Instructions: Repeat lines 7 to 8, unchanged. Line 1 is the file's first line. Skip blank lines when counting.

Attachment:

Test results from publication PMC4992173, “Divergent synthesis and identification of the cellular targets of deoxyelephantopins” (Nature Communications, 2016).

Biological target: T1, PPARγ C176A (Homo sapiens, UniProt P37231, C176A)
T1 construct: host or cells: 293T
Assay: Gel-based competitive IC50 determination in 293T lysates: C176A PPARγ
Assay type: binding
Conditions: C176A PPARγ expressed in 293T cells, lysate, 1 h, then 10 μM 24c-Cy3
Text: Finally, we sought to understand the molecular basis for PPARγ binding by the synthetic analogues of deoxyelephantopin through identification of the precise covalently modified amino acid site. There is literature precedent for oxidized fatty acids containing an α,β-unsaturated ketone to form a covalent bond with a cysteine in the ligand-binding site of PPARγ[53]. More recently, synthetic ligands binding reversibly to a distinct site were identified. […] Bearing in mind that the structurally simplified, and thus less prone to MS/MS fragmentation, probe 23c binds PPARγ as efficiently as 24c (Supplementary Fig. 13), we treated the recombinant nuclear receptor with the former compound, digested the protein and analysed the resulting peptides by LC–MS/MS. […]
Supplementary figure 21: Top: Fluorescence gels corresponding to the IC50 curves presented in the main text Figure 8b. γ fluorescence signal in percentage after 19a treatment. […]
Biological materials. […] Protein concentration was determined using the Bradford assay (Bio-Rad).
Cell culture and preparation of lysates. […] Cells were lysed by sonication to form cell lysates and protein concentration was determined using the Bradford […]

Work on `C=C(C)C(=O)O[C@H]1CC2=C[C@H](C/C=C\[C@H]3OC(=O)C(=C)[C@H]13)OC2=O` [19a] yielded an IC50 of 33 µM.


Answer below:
Text: Finally, we sought to understand the molecular basis for PPARγ binding by the synthetic analogues of deoxyelephantopin through identification of the precise covalently modified amino acid site. There is literature precedent for oxidized fatty acids containing an α,β-unsaturated ketone to form a covalent bond with a cysteine in the ligand-binding site of PPARγ[53]. More recently, synthetic ligands binding reversibly to a distinct site were identified. […] Bearing in mind that the structurally simplified, and thus less prone to MS/MS fragmentation, probe 23c binds PPARγ as efficiently as 24c (Supplementary Fig. 13), we treated the recombinant nuclear receptor with the former compound, digested the protein and analysed the resulting peptides by LC–MS/MS. […]
Supplementary figure 21: Top: Fluorescence gels corresponding to the IC50 curves presented in the main text Figure 8b. γ fluorescence signal in percentage after 19a treatment. […]